* Program could be worth over $1 billion
* Former Navy SEAL now teamed with Textron
Former Navy SEAL Chris Berman was galvanized by the grisly images of the U.S. contractors whose corpses were dragged through the streets and hanged from a bridge in Falluja, Iraq, in March 2004.
The four men ambushed in Falluja were colleagues on a security team for Blackwater USA, and one, Scott Helvenston, was a good friend dating back to his days in the Navy.
As he escorted the burned and dismembered bodies of the men back to the United States, Berman became convinced that better protected vehicles could have prevented their deaths. He began building armored vehicles in Kuwait a few months later.
Now Berman has teamed up with defense company Textron Inc to market a new crew capsule and V-shaped hull aimed at helping existing Humvees better survive roadside bombs.
The team hopes to compete for what some Army officials haves aid will be a “billion-dollar plus” program to upgrade about 60,000 Humvees, about one third of the existing Army fleet.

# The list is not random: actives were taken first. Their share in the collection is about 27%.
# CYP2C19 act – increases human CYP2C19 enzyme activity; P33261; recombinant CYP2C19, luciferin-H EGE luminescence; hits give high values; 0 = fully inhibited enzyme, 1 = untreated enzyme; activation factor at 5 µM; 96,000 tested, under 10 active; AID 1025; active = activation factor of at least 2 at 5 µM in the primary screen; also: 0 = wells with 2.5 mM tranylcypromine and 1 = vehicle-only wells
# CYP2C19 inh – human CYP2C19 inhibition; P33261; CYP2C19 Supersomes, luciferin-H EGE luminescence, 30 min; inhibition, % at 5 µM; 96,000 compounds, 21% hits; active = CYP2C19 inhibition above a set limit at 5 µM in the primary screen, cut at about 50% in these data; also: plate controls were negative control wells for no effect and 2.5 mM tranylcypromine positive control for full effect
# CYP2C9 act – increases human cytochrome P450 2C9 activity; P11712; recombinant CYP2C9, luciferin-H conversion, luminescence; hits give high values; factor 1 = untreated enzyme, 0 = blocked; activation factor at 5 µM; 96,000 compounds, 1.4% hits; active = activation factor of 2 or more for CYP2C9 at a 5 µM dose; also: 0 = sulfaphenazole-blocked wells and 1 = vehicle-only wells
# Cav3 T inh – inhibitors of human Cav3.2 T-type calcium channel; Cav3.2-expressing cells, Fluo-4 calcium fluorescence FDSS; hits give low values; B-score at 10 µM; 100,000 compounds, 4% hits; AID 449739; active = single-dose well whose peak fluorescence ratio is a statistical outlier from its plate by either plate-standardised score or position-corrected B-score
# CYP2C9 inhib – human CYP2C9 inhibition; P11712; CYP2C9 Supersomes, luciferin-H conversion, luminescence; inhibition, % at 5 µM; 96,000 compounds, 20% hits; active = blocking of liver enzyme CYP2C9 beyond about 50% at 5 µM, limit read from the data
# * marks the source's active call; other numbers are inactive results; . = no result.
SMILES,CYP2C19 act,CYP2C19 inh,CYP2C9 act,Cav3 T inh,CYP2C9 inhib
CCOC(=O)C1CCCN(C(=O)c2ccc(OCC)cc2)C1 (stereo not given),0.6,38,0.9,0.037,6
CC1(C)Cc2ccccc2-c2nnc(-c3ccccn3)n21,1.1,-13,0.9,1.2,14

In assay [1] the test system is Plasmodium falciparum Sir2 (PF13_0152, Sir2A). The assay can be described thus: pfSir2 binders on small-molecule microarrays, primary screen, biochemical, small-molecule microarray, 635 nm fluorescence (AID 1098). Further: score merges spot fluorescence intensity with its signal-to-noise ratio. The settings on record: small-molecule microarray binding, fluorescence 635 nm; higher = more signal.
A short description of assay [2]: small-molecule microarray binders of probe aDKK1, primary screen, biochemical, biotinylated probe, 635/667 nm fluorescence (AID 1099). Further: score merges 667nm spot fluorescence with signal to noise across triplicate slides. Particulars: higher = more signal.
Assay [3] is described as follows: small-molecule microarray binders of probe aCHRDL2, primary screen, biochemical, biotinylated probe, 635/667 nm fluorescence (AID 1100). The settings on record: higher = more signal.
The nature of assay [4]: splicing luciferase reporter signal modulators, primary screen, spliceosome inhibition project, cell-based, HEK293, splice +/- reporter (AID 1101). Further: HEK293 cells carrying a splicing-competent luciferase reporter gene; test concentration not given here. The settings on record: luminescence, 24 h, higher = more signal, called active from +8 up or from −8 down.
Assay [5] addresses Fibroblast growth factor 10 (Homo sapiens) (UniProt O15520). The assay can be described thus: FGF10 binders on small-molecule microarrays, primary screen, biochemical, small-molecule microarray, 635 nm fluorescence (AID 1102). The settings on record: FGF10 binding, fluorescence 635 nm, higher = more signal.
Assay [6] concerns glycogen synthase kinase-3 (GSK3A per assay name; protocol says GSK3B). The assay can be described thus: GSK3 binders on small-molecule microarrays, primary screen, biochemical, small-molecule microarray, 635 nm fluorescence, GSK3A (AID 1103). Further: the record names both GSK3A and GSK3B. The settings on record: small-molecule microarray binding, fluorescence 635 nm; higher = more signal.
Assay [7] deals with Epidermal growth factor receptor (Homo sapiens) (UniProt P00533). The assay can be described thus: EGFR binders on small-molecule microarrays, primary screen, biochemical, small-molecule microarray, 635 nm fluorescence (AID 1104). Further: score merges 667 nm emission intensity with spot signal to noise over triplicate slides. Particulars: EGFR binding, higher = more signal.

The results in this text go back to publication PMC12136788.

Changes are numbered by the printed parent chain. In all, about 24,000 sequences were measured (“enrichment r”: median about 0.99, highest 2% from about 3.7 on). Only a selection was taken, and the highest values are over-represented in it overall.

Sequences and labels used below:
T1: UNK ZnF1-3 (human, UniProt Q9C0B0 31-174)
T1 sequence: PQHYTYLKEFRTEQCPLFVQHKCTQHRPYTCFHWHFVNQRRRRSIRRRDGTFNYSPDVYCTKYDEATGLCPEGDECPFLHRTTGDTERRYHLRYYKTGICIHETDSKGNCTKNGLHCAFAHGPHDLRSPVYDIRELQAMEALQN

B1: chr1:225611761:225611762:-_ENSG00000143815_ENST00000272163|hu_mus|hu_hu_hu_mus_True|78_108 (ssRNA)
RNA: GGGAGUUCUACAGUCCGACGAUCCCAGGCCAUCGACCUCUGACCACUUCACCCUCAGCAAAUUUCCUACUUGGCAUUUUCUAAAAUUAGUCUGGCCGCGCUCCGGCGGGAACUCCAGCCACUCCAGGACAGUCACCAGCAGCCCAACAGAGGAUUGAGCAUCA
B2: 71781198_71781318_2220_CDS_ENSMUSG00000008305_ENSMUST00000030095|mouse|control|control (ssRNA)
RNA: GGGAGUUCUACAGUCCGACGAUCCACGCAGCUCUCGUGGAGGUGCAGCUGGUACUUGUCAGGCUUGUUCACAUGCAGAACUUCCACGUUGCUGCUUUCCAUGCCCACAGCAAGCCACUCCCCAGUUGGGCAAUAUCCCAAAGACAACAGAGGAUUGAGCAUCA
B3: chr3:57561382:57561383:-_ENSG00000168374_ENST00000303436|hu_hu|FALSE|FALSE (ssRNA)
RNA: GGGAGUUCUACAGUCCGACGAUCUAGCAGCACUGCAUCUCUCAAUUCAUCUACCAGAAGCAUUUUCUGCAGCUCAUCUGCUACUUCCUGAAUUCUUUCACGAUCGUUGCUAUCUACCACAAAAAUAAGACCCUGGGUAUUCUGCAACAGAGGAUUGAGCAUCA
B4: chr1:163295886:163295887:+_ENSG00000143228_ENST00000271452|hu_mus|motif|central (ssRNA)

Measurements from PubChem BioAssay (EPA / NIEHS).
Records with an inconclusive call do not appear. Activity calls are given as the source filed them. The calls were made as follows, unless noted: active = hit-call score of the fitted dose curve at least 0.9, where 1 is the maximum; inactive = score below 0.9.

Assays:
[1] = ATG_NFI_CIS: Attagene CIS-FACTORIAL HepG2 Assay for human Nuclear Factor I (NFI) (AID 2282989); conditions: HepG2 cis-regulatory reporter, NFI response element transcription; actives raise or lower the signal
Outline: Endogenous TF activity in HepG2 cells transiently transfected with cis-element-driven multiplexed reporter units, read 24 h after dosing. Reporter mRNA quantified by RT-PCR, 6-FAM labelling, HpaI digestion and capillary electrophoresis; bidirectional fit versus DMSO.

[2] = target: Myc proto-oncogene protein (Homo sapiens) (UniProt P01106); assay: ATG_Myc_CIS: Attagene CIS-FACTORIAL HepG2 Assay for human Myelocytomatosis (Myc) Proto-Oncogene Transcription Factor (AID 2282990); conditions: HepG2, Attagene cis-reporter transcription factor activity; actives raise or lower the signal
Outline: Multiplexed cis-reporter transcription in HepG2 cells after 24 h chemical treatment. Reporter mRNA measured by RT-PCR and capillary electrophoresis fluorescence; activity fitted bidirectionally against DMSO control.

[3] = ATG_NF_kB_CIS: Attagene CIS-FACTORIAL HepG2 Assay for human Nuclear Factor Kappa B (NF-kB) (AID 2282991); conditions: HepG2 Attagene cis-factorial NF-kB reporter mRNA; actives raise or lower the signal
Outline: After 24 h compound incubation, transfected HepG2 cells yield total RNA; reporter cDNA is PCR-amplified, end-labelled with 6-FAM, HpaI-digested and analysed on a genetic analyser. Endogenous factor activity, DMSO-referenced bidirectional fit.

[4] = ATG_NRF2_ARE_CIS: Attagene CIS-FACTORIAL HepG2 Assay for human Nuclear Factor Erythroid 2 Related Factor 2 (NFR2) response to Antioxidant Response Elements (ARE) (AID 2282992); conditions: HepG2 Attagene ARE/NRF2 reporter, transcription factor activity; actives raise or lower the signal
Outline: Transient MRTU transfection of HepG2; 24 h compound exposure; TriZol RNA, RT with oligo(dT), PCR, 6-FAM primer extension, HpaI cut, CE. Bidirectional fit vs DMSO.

The upgrade kit replaces the existing chassis with a stronger armored one, and adds a V-shaped hull underneath to absorb and deflect the blast of any roadside bomb while protecting the crew inside.
Berman said initial testing of the upgrade kit had gone well, and it would give existing Humvees protection similar to that offered by much bigger Mine Resistant Ambush Protected (MRAP) vehicles, but for far less money than a new vehicle.
“I set out on a personal mission,” Berman told Reuters in an interview this week as he remembered his decision to start building armored vehicles in Kuwait a few months after his friends’ deaths. “I never dreamed it would lead to this.”
Since 2004, the company Berman founded, Granite Tactical Vehicles, has provided hundreds of armored vehicles for the U.S. Army, private security contractors and law enforcement.
Now the company hopes to sell thousands of Humvee upgrade kits to the Army and Marine Corps as budget pressures limit the military’s appetite for new, more expensive weapons.
“For a very affordable cost, the Army can upgrade these existing Humvees and keep them in service longer,” said Mark Savarese, vice president of Textron Systems, noting that upgrading current trucks would allow the Pentagon to put off buying replacement vehicles for some time.
Berman’s design was “simple, but brilliant,” and offered the military an inexpensive way to dramatically upgrade its current Humvees for future conflicts, he said.